Day 2

Yeats and the Romantics – the theme is the saving transformation that attends some form of humanism – the poem as an alternative world to that of nature.

Some of these poets include Spenser and Milton, Blake, Wordsworth, Coleridge, Shelley and Keats on to Tennyson, Browning, Swinburne, and William Morris.

Percy Bysshe Shelley wrote the poem ‘Ozymandias’ which deals with the theme of mortality.


I met a traveller from an antique land

Who said -‘Two vast and trunkless legs of stone

Stand in the desert…Near them on the sand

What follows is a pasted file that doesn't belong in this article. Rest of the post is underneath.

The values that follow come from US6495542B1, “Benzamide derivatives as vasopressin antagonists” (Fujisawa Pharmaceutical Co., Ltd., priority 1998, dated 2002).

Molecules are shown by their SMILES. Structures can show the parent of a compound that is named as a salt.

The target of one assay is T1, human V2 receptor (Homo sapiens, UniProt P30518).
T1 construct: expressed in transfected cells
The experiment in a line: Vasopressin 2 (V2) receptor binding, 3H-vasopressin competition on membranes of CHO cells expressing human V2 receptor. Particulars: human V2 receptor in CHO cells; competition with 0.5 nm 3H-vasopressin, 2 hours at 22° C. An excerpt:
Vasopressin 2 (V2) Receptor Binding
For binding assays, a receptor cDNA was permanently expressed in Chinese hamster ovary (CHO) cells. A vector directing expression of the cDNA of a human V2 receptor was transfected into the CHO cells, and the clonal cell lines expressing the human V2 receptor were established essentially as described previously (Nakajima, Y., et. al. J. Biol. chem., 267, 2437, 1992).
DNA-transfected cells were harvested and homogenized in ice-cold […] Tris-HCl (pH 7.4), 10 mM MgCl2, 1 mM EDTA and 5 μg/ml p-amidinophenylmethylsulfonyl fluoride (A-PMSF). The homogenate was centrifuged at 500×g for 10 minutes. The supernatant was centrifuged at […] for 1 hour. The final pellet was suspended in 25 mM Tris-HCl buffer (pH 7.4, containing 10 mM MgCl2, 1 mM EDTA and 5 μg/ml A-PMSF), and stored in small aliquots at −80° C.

Half sunk a shattered visage lies, whose frown

And wrinkled lip, and sneer of cold command,

Tell that its sculptor well – those passions read,

Which yet survive, stamped on these lifeless things,

The hand that mocked them, and the heart that feel;

And on the pedestal, these words appear:

My name is Ozymandias, King of Kings

Look on my works, ye Mighty, and despai
Nothing beside remains, round the decay

Of that colossal wreck, boundless and bare

The lone and level sands stretch far away.

My poem ‘Uluru’ alludes to Ozymandias.



Mysterious as life

Sapphire sky above

Red dust below

The Dreamtime –

No beginning/ no end

Worshipped by the

Anangu people

Not as Ozymandias’

Man-built colossal wreck

Now lying in mortal decay



Off-limits a sacred site

In tune with nature

The planet

The seasons.


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